If you’re going to be incommunicado, it is important to set up a way to communicate this to people that are trying to reach you.

Link to post on Gmail Vacation Mode Setting-content here.

What is Email Forwarding?

Email forwarding allows you to forward specifically marked emails to other people or other emails. This makes it easy to organize and separate incoming mail. For example, you may keep getting mail from a service you subscribe to, but do not want to see the emails pile up in your UCSC inbox. You can forward them to a different email address that is less academically focused so you no longer receive the emails there, but rather in a more appropriate place. More so, you don’t have to unsubscribe from the service!

How Do Orgs Use Forwarding?

Orgs, like Everett, can create basically infinite email addresses on their domains. Some of them are for use by people, but some of them are more for processes. Look at the footer of this site and you’ll see an email address for the tech director. Go on our Contact Us page on the main site and you’ll see an email address that goes to “info@everettprogram.org”. We also have several more that perform automated system announcements for other subdomains on everettprogram.org. How do we keep track of all this? Why would we create so many addresses? It’s actually more efficient when you think about it.

Take the tech director email at the footer of this site. At time of writing, Thomas is the tech director, so why not just put his email address? Well what happens when Thomas leaves to accept a job at the Sloth Sanctuary of Costa Rica? You would have to change that. Same goes for the info email. It doesn’t need to go to a particular person. Whenever we create a new email address that won’t be regularly checked, we simply set up a forwarder so that it automatically goes to one of the staff.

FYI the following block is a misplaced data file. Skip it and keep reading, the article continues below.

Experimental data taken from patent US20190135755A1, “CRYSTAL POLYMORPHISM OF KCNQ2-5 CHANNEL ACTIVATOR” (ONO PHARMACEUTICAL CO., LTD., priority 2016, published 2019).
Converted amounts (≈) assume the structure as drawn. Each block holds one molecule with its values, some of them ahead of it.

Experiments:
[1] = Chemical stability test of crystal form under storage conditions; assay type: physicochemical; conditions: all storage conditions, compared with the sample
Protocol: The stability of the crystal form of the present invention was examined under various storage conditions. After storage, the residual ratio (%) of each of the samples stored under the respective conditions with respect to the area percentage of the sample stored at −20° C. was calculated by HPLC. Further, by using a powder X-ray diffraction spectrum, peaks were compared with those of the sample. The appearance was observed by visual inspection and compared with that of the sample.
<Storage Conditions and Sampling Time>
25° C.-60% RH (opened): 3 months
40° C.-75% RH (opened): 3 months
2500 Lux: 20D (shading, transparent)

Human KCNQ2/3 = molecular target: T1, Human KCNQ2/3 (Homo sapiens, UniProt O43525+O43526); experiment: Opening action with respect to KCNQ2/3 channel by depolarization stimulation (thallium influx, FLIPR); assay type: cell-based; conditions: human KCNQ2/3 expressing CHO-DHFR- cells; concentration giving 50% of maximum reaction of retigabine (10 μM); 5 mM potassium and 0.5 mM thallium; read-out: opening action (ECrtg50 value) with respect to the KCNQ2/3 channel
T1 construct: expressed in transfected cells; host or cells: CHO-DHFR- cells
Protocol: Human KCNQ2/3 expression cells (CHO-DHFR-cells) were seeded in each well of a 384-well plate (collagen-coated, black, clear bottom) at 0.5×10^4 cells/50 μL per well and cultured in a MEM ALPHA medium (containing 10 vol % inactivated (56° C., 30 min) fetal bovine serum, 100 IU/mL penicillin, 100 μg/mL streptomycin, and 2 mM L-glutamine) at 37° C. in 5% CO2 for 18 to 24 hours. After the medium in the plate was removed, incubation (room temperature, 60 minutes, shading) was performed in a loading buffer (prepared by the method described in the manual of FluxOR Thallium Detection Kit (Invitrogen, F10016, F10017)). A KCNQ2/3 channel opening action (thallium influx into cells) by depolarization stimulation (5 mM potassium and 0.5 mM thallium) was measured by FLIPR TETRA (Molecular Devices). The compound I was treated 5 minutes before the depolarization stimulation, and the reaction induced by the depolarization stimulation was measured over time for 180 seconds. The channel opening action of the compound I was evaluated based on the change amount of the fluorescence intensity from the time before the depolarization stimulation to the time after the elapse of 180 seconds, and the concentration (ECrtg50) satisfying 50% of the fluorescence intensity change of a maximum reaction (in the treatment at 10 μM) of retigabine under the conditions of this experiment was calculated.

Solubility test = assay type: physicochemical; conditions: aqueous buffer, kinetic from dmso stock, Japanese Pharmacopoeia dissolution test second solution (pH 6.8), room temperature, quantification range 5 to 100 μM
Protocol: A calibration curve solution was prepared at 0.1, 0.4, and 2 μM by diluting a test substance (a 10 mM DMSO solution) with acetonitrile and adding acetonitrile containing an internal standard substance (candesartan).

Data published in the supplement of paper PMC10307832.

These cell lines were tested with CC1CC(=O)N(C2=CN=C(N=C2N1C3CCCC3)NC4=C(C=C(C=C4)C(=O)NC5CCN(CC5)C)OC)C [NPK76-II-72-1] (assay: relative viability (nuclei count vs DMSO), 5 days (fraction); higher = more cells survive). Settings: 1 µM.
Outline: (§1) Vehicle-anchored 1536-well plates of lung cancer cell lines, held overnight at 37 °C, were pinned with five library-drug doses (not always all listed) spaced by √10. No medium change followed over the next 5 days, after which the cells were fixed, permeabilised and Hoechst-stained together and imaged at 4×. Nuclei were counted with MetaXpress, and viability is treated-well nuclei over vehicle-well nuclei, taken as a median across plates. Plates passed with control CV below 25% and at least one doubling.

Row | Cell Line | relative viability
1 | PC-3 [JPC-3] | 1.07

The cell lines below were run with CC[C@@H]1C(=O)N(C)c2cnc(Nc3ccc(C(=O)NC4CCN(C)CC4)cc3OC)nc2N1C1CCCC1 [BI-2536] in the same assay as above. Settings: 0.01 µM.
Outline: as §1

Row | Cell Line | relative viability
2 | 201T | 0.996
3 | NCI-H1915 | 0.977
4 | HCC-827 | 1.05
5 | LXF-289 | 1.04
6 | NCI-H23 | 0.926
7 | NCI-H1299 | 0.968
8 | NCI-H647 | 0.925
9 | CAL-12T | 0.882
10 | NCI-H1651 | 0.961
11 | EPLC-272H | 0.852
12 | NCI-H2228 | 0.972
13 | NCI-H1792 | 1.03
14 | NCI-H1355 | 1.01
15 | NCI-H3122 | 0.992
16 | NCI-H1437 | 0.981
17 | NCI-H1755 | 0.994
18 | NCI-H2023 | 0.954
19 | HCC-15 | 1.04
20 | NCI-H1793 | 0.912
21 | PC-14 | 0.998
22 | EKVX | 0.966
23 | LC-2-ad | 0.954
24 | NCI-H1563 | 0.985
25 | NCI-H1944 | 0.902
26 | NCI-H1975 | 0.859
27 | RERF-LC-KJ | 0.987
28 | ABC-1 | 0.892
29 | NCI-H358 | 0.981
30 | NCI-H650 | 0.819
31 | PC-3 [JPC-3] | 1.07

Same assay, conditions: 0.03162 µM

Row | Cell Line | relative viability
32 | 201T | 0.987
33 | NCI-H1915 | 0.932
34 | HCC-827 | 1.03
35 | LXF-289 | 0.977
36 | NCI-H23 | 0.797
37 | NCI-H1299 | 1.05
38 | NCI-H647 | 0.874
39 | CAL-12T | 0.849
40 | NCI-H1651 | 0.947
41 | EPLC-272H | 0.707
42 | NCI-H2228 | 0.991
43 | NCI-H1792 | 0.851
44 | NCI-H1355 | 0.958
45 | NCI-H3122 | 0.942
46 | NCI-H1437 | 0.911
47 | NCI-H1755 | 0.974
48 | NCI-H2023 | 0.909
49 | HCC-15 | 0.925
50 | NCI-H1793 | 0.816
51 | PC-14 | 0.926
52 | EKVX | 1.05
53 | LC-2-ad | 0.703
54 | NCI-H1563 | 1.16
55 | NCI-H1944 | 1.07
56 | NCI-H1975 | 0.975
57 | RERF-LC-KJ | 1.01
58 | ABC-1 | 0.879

How Do You Use Forwarding in Gmail?

1. Go into your Settings for the email you wish to forward mail from.

2. Select the “Forwarding and POP/IMAP tab”

3. Click “Add forwarding address here”

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This window should pop-up:

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4. In the search bar at the top of your page (notice the blue magnifying glass icon), search for the types of emails you wish to forward.

5. You will then input the email address you are forwarding from in the first bar. Then, the email you’re forwarding to in the second bar. Please take note of the designated spaces below:

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6. For your security, Google sends a verification email to that address. Open your other email account and find the confirmation message from the Gmail team. If you’re having trouble finding it, check your Spam folder

7. Click the verification link in that email

8. Back in your Gmail account, reload the page in your web browser – look for the reload icon

9. On the same Forwarding and POP/IMAP page in Settings, check that Forward a copy of incoming mail is selected and your email address is in the drop-down menu

10. In the second drop-down menu, choose what you want Gmail to do with your messages after they’re forwarded, such as keep Gmail’s copy in the Inbox (recommended) or archive Gmail’s copy.